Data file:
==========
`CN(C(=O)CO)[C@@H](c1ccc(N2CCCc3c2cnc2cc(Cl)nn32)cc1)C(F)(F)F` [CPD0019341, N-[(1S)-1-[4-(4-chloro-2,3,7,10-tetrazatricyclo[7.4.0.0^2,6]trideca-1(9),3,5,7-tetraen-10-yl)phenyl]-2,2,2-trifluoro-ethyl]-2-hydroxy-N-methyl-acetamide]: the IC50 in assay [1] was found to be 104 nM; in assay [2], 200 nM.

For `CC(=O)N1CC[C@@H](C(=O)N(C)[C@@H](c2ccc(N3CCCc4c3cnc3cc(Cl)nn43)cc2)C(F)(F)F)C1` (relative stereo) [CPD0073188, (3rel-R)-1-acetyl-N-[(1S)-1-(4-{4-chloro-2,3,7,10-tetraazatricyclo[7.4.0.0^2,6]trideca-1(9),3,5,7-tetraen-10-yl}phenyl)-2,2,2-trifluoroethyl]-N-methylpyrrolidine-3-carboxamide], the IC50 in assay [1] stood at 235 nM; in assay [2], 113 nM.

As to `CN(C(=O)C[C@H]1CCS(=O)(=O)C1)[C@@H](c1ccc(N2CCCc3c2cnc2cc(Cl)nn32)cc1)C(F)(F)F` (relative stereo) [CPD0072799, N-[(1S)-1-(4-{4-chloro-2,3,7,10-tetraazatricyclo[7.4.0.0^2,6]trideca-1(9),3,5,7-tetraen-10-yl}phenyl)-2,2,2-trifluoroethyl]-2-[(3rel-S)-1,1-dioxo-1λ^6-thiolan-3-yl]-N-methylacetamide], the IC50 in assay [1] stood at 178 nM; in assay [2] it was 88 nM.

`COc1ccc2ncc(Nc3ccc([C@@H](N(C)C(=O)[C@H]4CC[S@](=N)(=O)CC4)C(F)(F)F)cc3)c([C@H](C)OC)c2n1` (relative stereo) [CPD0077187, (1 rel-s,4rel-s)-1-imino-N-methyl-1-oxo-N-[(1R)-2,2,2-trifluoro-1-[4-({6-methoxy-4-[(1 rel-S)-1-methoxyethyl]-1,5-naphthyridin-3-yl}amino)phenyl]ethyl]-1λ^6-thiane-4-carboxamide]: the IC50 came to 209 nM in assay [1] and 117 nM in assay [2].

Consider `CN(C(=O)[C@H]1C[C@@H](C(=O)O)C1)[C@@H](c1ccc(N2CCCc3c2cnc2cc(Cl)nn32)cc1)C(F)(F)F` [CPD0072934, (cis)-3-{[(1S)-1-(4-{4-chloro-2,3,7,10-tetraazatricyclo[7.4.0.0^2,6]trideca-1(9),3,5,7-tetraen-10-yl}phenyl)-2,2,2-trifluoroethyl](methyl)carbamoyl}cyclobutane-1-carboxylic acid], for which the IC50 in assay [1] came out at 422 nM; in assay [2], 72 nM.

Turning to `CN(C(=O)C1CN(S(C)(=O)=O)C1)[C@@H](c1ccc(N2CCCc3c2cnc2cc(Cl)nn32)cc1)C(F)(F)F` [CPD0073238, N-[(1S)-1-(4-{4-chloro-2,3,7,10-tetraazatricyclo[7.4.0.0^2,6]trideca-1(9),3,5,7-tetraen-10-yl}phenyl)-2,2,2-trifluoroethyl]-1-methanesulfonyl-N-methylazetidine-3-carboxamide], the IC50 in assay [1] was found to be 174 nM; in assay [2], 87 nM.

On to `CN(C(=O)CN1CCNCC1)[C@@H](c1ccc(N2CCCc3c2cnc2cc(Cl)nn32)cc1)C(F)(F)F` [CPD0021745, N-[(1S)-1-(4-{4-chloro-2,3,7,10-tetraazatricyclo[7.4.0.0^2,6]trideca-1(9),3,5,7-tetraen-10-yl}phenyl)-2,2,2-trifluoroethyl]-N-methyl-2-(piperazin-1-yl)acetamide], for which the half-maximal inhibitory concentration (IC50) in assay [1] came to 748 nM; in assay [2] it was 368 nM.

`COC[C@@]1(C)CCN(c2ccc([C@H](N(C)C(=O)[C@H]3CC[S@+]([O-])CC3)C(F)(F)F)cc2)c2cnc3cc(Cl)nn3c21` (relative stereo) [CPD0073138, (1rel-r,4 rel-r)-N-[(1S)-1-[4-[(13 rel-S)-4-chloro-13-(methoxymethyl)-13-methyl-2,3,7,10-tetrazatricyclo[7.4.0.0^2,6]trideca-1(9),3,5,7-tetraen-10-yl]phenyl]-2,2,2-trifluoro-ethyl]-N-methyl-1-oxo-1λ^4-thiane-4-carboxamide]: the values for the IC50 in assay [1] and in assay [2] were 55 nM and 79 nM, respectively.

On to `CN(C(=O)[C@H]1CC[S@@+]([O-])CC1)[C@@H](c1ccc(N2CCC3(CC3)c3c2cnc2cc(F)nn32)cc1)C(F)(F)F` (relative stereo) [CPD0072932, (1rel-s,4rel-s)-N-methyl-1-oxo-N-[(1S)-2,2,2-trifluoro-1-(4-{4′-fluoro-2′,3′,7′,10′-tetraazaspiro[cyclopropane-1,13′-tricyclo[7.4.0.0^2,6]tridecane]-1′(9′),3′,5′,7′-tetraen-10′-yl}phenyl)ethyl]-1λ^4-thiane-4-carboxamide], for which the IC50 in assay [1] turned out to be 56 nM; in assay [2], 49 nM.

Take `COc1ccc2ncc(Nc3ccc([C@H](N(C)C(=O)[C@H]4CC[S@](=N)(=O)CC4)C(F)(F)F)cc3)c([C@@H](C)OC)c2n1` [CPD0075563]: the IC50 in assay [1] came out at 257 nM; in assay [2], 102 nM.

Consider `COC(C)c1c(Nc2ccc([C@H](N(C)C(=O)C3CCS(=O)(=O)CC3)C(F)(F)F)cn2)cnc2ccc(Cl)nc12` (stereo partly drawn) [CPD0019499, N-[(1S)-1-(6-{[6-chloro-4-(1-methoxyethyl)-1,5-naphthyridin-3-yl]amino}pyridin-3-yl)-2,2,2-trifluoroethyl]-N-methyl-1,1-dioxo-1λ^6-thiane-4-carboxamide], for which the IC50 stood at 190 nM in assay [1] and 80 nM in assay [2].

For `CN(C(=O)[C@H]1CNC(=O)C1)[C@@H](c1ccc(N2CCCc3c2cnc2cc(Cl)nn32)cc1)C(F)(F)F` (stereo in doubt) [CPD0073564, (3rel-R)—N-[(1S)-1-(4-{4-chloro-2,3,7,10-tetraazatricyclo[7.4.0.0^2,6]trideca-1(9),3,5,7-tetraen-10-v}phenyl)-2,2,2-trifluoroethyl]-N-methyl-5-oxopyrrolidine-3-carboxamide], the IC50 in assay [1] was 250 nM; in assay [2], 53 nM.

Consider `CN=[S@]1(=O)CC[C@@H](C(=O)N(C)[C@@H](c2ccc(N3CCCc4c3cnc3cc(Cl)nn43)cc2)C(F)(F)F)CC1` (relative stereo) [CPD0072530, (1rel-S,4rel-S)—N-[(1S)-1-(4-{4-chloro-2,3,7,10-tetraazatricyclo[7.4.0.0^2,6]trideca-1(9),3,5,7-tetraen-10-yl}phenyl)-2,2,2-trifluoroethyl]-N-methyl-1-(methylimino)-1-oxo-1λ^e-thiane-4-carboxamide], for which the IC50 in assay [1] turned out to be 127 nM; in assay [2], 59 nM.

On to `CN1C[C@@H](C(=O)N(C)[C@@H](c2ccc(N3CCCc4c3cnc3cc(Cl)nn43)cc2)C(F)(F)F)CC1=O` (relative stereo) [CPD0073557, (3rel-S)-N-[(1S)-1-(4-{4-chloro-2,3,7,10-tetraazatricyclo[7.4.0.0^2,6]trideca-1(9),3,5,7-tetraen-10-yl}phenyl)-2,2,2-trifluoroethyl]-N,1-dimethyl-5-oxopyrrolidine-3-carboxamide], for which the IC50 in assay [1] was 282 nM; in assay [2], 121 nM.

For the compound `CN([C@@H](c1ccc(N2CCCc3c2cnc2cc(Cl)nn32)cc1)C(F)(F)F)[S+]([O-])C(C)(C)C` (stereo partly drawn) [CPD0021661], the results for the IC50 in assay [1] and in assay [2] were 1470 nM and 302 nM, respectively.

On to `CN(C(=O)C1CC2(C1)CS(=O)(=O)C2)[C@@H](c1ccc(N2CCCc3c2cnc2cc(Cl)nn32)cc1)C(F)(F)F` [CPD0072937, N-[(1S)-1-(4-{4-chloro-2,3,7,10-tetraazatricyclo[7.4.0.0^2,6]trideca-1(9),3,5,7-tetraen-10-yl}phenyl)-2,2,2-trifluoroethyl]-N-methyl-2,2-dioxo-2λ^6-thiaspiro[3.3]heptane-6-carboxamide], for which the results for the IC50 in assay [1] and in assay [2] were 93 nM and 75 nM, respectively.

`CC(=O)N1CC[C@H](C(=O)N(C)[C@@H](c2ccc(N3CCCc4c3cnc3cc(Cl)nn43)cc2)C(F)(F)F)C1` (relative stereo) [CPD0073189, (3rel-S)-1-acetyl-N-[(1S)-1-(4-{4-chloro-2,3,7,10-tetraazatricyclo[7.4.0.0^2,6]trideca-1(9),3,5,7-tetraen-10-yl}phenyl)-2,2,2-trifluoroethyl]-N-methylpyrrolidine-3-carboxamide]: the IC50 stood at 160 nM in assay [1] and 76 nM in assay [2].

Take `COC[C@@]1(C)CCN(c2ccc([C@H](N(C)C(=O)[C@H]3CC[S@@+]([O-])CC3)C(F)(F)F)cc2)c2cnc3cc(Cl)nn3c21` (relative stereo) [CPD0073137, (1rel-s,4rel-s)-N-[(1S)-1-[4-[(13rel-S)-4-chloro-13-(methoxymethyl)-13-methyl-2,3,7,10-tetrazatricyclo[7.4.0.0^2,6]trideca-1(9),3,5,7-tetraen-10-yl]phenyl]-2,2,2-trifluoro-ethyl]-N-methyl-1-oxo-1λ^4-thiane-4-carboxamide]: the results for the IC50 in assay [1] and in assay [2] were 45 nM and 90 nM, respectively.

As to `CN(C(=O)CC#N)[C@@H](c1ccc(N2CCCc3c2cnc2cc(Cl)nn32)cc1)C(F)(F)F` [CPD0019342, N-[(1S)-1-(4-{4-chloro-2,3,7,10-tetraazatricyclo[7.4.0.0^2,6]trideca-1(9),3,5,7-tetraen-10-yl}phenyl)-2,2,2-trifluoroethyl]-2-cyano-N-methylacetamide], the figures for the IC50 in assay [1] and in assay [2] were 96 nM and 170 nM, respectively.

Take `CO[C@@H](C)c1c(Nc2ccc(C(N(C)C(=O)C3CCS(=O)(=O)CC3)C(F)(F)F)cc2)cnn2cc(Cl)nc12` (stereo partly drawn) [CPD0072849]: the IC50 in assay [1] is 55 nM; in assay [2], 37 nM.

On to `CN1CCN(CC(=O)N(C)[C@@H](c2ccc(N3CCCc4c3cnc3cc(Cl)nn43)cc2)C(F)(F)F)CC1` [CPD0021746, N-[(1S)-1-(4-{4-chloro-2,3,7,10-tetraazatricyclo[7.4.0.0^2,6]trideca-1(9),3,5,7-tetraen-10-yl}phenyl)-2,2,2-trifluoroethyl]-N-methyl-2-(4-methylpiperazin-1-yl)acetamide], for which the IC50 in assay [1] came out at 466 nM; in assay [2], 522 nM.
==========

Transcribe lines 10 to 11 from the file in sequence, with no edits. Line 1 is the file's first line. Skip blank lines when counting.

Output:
Take `COc1ccc2ncc(Nc3ccc([C@H](N(C)C(=O)[C@H]4CC[S@](=N)(=O)CC4)C(F)(F)F)cc3)c([C@@H](C)OC)c2n1` [CPD0075563]: the IC50 in assay [1] came out at 257 nM; in assay [2], 102 nM.

Consider `COC(C)c1c(Nc2ccc([C@H](N(C)C(=O)C3CCS(=O)(=O)CC3)C(F)(F)F)cn2)cnc2ccc(Cl)nc12` (stereo partly drawn) [CPD0019499, N-[(1S)-1-(6-{[6-chloro-4-(1-methoxyethyl)-1,5-naphthyridin-3-yl]amino}pyridin-3-yl)-2,2,2-trifluoroethyl]-N-methyl-1,1-dioxo-1λ^6-thiane-4-carboxamide], for which the IC50 stood at 190 nM in assay [1] and 80 nM in assay [2].